Federal agents in Seattle have seized $2.75 million worth of Russian king crab, charging most of it was illegally caught.

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Federal agents in Seattle have seized $2.75 million worth of Russian king crab, most of which was allegedly poached, according to a civil complaint filed Thursday in U.S. District Court in Seattle.

The seizure results from a joint U.S. and Russian effort to crack down on the illegal harvest of the valuable crustacean at a time of diminished supplies and record-high prices.

The Russian government assigns quotas intended to prevent overfishing from depleting the king crab within its territorial waters. The civil complaint alleges that a Russian company, Kondor-Transport, had vessels allowed to harvest blue king crab with a processed weight of 13.48 metric tons, more than 31,000 pounds. But the vessels vastly exceeded that authorized harvest amount as the company shipped 112 metric tons — more than 246,000 pounds — of processed crab to the United States, according to the complaint.

“This kind of illegal activity threatens the long-term sustainability of the Russian crab population and creates an inflated market for the crab, hurts domestic fishermen, and undermines conservation efforts,” said Vicki Nomura, special agent in charge at the National Oceanic and Atmospheric Administration (NOAA) Fisheries Northwest Division in Seattle.

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Under the federal Lacey Act, the U.S. government can seize U.S. seafood imports that were caught, sold or transported in violation of a foreign nation’s fishery laws. And the civil complaint, filed by the U.S. Attorney’s Office in Seattle, seeks forfeiture of the Russian crab from Harbor Seafoods, a New York-based company that took ownership of the product in the United States.

Peter Cardone, president of Harbor Seafoods, said his company has cooperated with federal agents involved in the investigation, and believes the king crab was legally caught. “We feel that once all the evidence is reviewed a positive outcome can be achieved,” he said in a statement released by the company.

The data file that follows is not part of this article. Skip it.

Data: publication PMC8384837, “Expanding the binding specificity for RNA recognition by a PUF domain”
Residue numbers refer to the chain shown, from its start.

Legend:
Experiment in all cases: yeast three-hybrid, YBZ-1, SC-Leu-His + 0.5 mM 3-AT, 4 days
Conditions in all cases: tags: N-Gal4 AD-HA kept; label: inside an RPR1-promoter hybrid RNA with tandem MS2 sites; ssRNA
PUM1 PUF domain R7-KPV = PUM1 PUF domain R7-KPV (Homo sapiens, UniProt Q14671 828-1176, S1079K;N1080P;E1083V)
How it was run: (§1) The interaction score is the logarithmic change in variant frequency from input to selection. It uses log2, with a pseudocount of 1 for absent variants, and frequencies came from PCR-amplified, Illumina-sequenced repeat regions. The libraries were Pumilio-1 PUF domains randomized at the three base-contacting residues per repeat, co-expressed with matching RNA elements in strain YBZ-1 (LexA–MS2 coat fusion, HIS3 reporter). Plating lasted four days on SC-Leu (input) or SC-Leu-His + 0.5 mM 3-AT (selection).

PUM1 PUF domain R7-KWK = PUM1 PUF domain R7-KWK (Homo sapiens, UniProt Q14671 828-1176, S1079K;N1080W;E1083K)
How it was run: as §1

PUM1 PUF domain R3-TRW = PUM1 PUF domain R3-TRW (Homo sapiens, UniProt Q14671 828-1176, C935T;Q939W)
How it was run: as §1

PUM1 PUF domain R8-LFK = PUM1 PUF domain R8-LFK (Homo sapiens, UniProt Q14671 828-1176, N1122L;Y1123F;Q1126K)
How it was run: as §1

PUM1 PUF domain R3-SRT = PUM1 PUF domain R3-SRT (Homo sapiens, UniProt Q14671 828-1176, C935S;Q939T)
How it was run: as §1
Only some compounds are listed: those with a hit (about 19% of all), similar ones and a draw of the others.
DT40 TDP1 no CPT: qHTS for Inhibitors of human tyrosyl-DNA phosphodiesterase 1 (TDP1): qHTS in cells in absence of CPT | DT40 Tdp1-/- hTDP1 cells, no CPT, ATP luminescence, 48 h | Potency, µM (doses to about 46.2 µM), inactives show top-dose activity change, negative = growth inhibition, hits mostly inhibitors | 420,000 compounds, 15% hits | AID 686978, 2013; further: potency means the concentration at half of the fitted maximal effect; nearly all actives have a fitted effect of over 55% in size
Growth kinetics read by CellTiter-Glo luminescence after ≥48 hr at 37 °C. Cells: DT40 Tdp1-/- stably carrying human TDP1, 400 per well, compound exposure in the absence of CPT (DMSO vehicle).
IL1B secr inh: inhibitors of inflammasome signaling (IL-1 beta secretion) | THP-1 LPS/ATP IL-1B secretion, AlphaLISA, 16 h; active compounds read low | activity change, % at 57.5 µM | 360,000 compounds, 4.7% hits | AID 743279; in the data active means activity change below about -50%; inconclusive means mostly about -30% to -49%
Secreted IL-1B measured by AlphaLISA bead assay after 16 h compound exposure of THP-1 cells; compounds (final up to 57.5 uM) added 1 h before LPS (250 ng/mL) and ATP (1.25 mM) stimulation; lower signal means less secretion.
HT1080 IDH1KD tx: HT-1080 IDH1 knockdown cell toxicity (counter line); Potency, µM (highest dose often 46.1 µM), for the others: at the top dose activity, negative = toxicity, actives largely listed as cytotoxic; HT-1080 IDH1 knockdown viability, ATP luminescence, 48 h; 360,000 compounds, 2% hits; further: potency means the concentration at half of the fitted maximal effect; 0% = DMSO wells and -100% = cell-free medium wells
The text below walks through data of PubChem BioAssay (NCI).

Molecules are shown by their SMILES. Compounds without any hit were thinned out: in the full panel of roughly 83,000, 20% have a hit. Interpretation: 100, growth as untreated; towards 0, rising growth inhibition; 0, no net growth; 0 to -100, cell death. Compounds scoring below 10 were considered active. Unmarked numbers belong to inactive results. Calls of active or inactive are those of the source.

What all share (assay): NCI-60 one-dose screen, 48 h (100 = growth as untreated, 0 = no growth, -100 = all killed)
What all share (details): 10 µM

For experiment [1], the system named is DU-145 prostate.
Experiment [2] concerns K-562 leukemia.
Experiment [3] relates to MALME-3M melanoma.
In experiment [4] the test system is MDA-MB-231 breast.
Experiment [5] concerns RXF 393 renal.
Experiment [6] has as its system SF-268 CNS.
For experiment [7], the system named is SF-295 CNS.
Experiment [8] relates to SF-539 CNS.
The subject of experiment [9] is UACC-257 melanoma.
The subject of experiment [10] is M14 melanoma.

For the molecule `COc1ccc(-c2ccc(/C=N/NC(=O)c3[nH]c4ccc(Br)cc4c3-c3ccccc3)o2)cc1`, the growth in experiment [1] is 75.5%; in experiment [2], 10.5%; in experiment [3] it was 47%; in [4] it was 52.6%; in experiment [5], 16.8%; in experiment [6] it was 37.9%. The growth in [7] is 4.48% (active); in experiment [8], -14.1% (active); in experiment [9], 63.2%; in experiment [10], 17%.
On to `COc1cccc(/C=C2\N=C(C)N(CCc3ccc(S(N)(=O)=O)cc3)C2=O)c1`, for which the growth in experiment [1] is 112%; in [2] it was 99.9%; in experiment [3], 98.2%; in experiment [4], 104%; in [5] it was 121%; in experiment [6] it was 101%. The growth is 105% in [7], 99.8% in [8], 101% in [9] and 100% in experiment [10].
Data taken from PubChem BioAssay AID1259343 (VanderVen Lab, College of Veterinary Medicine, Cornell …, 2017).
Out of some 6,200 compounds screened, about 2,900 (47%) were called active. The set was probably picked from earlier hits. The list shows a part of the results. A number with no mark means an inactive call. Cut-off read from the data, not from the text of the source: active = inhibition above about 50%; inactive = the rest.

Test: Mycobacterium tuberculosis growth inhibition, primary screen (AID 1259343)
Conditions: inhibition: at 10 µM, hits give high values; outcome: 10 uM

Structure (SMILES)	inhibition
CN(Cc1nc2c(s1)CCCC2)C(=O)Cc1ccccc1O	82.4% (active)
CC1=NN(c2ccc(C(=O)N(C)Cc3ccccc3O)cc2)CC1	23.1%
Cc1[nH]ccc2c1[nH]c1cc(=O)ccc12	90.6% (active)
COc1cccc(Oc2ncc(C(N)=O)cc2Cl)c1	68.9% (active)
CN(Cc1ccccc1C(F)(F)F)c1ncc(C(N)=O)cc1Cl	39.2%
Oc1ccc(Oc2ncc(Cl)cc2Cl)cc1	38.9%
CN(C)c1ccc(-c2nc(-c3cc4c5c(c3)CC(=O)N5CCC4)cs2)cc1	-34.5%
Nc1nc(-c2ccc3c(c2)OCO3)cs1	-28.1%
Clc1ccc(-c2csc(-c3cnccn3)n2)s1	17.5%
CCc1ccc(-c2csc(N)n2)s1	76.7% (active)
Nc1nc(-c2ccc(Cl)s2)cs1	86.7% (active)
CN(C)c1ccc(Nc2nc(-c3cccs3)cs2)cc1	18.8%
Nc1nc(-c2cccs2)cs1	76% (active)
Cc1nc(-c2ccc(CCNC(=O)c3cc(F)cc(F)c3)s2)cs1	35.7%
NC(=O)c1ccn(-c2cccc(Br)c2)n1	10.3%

The investigation, in addition to NOAA Fisheries, involved U.S. Customs and Border Protection and U.S. Immigration and Customs Enforcement. It resulted from complaints from Alaska king-crab fishermen, who have been frustrated by the competition from illegally caught Russian imports. NOAA agents checked imports in Seattle against Russian records of the legal-catch quotas, according to Bill Giles, the NOAA Fisheries deputy special agent in charge in Seattle.

“The Russians were very quick to respond back to us,” Giles said. “The cooperation we are getting is terrific.” Much of the seized crab that arrived in Seattle was not properly documented, and the boxes were not properly marked, according to the complaint.

The complaint does not allege that Harbor Seafoods had any knowledge of the illegally caught crab, Giles said. But he said court decisions have affirmed the federal government’s right to seize illegally caught seafood even when the purchaser is ignorant of catch violations.

Hal Bernton: 206-464-2581 or hbernton@seattletimes.com

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